South Africa is dangerous?
First stop: Johannesburg aka Joburg
When people kept telling me how dangerous South Africa is, it didn’t weigh easy on my mind. Especially during a heated discussion with the bartender at Ronnie’s Sex Shop on Route 62 who told me his opinion about South Africa: “Everyone here in South Africa knows at least one person who was killed or kidnapped by someone.” This sentence sticks in my head to this day.
Well, here I’ll be sharing my personal experiences from my months in South Africa with you. My first stop was Johannesburg. My Airbnb was in the CBD.
So I learned my lesson like in South America (especially back then in Brazil). In most African countries you simply don’t live and stay in the CBD (I had to experience that later in Nairobi again). The CBD has a bad reputation – most of the bourgeoisie and the middle classes live in the city suburbs.
Due to some of the worst travel experiences in the past, I didn’t mind exploring the city on foot in the CBD and Johannesburg in general. Daily distances in South Africa are usually at least 20km of walking. Curfew time during Covid was 8 p.m. I’m not a party person anyway and don’t like to spend time outside after sunset on my travels in South Africa.
Most people avoid Johannesburg, but I think you must visit it at least once in South Africa. You can spend a few days there to better understand the political issues and history of the country. My highlights were the Apartheid Museum and the luscious green plants in the various cafes. Somehow totally bohemian.
Another part of the city that you should consider visiting is SoWeTo.
Soweto (short for South Western Townships) is a city of cultural interaction. The townships grew out of shantytowns and slums and were developed by Black people under the apartheid system. It is famous because it is the home of former President Nelson Mandela and the Hector Petersen Memorial site. The Memorial and Museum honor the role of the country’s students in the struggle against apartheid. Both sites are just a few blocks from where Hector Peterson was shot on June 16, 1976.
Blyde River Canyon
If you love nature as much as I do and want great memories of a South Africa road trip, you can rent a car in Johannesburg and drive to Blyde River Canyon. The Canyon is 26km long and one of the largest on our planet, but it is smaller than the Fish River Canyon in Namibia (which I never got to visit if you read my last post). I usually don’t like to do comparisons but the Blyde River somehow reminds me of the Blue Mountains National Park in Sydney, Australia.
The canyon is part of the Panorama Route and I stayed in the town called Graskop. You can hike for a few days in the canyon and visit the beautiful God’s Window – the scenery literally looks like something from the window of God.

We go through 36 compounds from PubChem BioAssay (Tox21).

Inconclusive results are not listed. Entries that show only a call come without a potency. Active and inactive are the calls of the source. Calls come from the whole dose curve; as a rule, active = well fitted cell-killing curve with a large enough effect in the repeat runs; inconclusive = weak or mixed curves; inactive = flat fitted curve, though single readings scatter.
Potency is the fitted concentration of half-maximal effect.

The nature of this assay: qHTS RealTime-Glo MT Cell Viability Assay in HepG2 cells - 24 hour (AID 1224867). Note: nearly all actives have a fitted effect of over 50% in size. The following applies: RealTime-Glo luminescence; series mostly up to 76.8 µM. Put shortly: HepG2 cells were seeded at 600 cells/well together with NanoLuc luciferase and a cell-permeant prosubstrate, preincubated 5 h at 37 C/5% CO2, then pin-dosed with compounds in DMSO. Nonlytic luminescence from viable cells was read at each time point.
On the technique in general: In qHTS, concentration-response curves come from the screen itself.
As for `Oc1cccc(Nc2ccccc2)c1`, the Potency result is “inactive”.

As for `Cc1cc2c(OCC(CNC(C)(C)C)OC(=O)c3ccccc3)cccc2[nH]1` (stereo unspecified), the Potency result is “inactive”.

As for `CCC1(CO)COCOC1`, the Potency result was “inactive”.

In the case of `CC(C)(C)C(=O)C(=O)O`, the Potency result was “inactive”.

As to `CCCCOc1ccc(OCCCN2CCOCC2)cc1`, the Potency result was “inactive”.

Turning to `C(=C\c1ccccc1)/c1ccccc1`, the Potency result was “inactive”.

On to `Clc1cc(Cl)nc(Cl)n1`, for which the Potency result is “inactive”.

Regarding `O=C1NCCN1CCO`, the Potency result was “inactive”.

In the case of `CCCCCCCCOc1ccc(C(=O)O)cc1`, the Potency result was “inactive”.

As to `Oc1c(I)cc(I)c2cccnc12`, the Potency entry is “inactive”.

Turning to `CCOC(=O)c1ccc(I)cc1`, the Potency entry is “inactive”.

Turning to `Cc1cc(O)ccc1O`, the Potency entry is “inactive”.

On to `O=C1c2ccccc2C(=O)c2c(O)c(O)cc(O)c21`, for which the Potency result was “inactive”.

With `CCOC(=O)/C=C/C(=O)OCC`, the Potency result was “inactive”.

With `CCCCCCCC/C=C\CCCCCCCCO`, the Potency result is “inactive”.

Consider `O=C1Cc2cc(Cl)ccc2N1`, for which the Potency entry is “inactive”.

I bet Tolkien got some inspiration for Lord of the Rings from Drakensberg. I spent nearly a week just hiking in Drakensberg’s different national parks. Drakensberg is the highest mountain range and a spectacular place in Southern Africa, with peaks that rise to 3,482 meters. The mountains themselves span approximately 1,000 kilometers from southwest to northeast.
I spent those days hiking in the Royal Natal National Park and had an unbelievably great time in the Drakensberg. I got to know very different South Africans from all walks of life in the hostel I stayed at.
Souvenir from the Drakensberg
The following story is based on a true story and narrates why I will likely have a scar on my right shin for rest of my life.
Here is a guideline on what NOT to do in the mountains:
- Look for a summit called Cathedral Peak which is about 3004m high. The hike is 19km long, ascends 1600 meters and usually takes 9-10 hours. Not very technical, but you need rock climbing experience to get to the peak.
- Start the day and hike without having eaten anything, and bring less than half of a litre water with you. Hiking is like meditation to me and I hardly eat or drink even if I’m hiking for half the day.
- Within the first half hour, cross a river with medium current, fall into the river. Since my hiking boots are not waterproof, I used my flip flops for the rest of the hike.
- The weather is bad due to gray and foggy mist. And the trail is does not seem marked in any way, so you have to use your GPS system to navigate.
- Almost at the top, the weather is rainy and misty. It’s already 2 pm and around 6 pm the sun goes down. On the last ascent you have to climb rocks and while descending you fall down the rocks from a height of 3 meters. No bones broke fortunately, just a lot of leg injuries. Hands shaking with adrenaline, you know you have to go down and hike back the last 9 kilometers before something worse happens.
- On the way back you get lost, falling and sliding into some bushes on a steep slope that scars your body even more.